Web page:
03-07-2011, 08:22 PM
Check it out here (http://www.firstdropshow.com/interview-tale-of-tales)
Intelligent folk these guys.
Interesting article. For some reason, this site won't let me C/P from it (why?...), so I won't be able to quote it. If you read the article, though, you should be able to realize what I'm pointing out.
They're trying out a "new medium," in the sense that these "games" are not games in the traditional sense. I can appreciate that! One thing I definitely do not like, though, is that they seem to repeatedly attest that modern games are not artistic. They even say that they're too "linear," and "too much like film and text." Understandable, but this is certainly not a bad thing; these things tell stories and teach the audience, and games are no exception! I wouldn't have a problem with them saying this, but they also say that they are "interested in software, as artists," which seems to imply that other developers are not, which, building on my last statements, really doesn't make much sense at all.
Another big thing: all of the "new" things they say they're trying with their games can be applied to games today! Surely, a bland shooter like Painkiller (not bashing Painkiller; I love this game) won't leave much to the mind, but a story like Bioshock that questions a society without morals quite excels at being an art form, I think. Go and take another look at any quote said by Tale of Tales in that interview regarding their games as an art form. Can not any of those things be said of already-existing games as well?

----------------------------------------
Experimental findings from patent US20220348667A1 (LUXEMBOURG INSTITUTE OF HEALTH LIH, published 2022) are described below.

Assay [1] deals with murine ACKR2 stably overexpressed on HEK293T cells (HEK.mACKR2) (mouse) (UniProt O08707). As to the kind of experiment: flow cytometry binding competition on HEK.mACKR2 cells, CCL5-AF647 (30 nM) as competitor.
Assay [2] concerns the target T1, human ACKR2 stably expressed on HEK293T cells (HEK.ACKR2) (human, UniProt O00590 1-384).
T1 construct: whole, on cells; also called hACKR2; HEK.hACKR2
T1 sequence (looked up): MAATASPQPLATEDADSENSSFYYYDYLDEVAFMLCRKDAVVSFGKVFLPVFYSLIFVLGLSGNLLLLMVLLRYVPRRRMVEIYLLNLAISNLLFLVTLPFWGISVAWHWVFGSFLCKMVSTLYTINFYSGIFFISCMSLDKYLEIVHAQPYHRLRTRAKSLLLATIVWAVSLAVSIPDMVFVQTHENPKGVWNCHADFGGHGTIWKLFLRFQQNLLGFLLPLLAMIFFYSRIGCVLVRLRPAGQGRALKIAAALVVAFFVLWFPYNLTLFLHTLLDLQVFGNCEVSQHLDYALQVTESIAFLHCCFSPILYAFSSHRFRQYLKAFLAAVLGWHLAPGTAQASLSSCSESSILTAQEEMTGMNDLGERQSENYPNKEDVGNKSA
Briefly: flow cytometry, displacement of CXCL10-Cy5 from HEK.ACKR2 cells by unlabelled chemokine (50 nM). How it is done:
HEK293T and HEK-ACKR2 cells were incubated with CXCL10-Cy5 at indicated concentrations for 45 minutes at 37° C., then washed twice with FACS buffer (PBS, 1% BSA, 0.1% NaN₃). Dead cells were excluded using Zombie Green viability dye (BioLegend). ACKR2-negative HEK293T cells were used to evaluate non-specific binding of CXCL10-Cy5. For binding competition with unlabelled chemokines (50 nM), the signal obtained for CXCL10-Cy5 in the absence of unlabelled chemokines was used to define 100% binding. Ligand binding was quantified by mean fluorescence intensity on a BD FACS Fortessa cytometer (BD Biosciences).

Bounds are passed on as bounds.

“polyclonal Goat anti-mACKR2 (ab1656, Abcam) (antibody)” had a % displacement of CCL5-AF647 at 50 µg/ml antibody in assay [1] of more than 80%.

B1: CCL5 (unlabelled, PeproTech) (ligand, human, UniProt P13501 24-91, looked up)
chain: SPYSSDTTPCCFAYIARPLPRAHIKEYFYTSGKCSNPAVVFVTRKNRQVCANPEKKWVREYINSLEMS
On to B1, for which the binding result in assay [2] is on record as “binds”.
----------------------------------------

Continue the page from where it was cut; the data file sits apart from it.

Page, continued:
All that being said, I hope this studio does well for themselves, but realizes what they're getting themselves into. One might question whether or not these should even be called games at all, but rather something along the lines of "interactive video experiences." I can definitely appreciate taking a new approach to things, and I can definitely appreciate making games an art, but I certainly won't shell out money for an experience that I can get elsewhere, and in greater (and more fun) amounts, just as I wouldn't pay 2 million dollars for a painting of a Campbell's soup can. If something as simple as this can say a thousand words, what does an immersive, 10-50-hour long story say? Then again, maybe it's all just subjective.
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